You choose, we deliver
If you are interested in this story, you might be interested in others from The Journal Gazette. Go to www.journalgazette.net/newsletter and pick the subjects you care most about. We'll deliver your customized daily news report at 3 a.m. Fort Wayne time, right to your email.
Advertisement

Student restraint rules reviewed

– A state commission is drafting new guidelines for how Indiana schools should handle students with behavioral problems.

The commission’s focus will be on improving the safety of the students.

Among its goals, the nine-member commission is seeking to reduce the number of children who have been improperly confined in so-called school “safe rooms.”

The General Assembly approved a law creating the commission this year following reports in recent years of incidents involving special-needs students.

Wayne Township Schools, in suburban Indianapolis, has dealt with two incidents in the past two years, including an April lawsuit by the family of a student who had a finger severed when a staff member allegedly slammed a metal door on her hand last year.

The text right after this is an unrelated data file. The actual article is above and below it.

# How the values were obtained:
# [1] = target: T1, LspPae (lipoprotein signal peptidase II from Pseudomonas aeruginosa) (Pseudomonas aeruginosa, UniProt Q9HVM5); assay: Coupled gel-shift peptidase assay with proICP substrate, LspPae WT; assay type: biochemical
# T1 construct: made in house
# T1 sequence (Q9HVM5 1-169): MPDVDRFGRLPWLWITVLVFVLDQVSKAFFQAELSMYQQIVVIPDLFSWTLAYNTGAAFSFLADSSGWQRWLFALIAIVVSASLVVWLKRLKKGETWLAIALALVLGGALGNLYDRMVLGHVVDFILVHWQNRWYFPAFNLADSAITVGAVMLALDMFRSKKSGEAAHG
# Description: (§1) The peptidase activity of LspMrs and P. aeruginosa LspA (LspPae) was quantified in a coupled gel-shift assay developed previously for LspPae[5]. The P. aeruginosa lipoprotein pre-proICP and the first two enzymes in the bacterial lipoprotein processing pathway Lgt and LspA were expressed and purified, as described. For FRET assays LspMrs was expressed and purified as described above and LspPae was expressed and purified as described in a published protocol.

In the other incident, the mother of a 9-year-old reported that her son was locked in a “safe room” last November in a Pike Township school without her being notified.

The commission will work this summer to create a state policy and a plan spelling out the methods school officials can use, its chairwoman, Danielle Shockey, told The Indianapolis Star.

Shockey, who’s the state’s deputy superintendent of public instruction, said public schools and some private ones won’t be required to follow those standards exactly.

Schools will instead be asked to review their current behavior-intervention plan and compare it with the commission’s recommendations.

Joan McCormick, a member of the Indiana Council of Administrators of Special Education, said the commission’s work is “about keeping all students safe in a school environment.”

The State Board of Education already recommends schools use a 2009 federal policy as a basis for their own discipline rules, but not all schools have plans in place.

During the commission’s first meeting last month, panel members discussed some of the cases of student injuries they knew of and sought to prevent more incidents by writing clear guidelines for schools to adopt and parents to understand.

The commission was scheduled to meet again Monday and will meet at least once more before Aug. 31.

Advertisement